“If we don’t get out of there, guarantee we are going to get injured,” he says. He ended up getting hurt anyway when a piece of wood fell on his hand while he was clearing the property.

Joseph Villanueva’s granddaughter eats some of the military rations that were donated to their family after Yutu.

Anita Hofschneider/Civil Beat

The family stayed at a shelter for a couple of days, but soon decided it was better to stay home to clean up and wait for FEMA assistance.

The restaurant where Tina was working got damaged and closed. She now spends every day cleaning up and helping her sister cook for her kids and their parents on butane gas stove.

Sometimes it’s tough to figure out what to buy because they can’t keep anything that requires freezing or refrigeration. It’s hard to find fresh fruits and vegetables because so many trees fell down and everything is just starting to grow again.

The Flores Family

KASTIYU, Tinian — The house where Daniel Flores lives with his family is missing half its roof. It’s surrounded by jungle, reachable only from an unpaved rocky road.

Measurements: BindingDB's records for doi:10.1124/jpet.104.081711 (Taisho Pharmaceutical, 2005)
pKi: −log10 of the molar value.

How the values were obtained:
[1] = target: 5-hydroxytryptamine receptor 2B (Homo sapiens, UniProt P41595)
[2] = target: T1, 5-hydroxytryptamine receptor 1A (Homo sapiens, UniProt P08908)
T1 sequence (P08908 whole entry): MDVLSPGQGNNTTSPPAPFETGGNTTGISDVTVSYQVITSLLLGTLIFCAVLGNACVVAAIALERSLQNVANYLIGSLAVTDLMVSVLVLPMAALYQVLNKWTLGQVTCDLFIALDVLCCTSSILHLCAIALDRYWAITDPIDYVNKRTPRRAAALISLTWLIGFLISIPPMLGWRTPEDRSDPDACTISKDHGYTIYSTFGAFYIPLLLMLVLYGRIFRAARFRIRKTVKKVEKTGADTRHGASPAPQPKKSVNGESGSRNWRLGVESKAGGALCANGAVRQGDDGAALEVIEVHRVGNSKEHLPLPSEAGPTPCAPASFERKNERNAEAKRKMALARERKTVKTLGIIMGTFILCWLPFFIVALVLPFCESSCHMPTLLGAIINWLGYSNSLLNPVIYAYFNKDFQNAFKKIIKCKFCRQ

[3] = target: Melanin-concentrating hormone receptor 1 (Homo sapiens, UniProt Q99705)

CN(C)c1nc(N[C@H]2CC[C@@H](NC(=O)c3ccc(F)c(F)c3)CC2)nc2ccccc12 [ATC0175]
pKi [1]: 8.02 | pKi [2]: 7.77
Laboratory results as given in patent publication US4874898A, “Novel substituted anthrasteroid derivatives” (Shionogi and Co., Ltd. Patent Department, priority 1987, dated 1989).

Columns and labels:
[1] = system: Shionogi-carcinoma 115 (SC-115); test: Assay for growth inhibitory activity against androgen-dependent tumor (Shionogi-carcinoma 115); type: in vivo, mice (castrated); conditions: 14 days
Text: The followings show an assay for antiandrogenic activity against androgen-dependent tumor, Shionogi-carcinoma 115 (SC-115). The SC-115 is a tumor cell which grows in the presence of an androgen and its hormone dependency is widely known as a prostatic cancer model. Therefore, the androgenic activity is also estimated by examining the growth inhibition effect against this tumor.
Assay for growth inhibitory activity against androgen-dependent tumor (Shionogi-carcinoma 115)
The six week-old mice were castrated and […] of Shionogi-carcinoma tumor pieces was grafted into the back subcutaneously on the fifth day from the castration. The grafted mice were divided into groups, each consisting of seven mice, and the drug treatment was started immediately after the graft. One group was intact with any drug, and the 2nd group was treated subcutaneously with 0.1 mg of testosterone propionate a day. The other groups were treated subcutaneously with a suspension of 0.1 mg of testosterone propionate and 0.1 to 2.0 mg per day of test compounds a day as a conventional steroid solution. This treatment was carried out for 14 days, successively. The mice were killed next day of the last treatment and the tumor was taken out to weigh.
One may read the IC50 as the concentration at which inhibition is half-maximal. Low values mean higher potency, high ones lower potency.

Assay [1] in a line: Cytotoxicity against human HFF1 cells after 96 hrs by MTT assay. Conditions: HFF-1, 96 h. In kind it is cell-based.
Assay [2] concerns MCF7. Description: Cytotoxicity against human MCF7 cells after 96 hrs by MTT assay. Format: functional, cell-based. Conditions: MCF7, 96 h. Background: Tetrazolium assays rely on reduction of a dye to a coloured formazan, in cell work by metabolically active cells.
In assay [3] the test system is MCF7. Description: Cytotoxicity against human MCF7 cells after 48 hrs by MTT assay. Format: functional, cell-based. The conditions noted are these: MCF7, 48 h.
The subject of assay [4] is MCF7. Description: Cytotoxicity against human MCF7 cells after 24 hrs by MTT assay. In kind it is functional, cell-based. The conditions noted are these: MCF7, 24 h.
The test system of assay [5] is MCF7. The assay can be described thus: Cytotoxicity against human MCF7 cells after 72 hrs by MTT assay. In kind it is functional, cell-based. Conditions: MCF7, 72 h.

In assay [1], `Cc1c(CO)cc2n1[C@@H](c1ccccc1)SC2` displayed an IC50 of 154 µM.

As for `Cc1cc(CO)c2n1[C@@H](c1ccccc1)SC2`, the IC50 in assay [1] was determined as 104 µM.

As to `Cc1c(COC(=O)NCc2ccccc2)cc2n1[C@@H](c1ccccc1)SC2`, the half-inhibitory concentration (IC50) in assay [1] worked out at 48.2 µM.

Flores, 56, says he and his family were renting a house in San Jose, the main village on Tinian, before Yutu. But when the storm came, they hid in this partially concrete home that belongs one of his friends who no longer lives on Tinian.

Even though the kitchen and one bedroom are concrete, that didn’t stop the winds from breaking the windows and debris from flying inside. Flores says his family members were shaking with fear and so he hid them underneath the small kitchen counter for hours.

Daniel Flores’ daughter says she wishes they could move to the Philippines in the aftermath of Yutu, but he wants to stay on Tinian.

Anita Hofschneider/Civil Beat

“When the morning comes we go down (to San Jose village) to look our house — nothing. Only the floor, and then our things scattered around,” he says, explaining nothing from his power tools to the walls were spared.

Only 22 of his 60 chickens were still there — many were dead and others had run away.

The family slept in a tent by their home for two weeks but it was so hot that they moved back to his friend’s concrete house. What was intended to be just an overnight shelter is now their home. Flores doesn’t know what they’ll do if his friend returns to Tinian — there’s no formal rental agreement, and his own rental is gone.

Only one person died during Yutu, but Flores’ wife Pamela says there could have easily been more casualties.

“If my husband didn’t pull the bed (always from the window), I would have died too,” she says.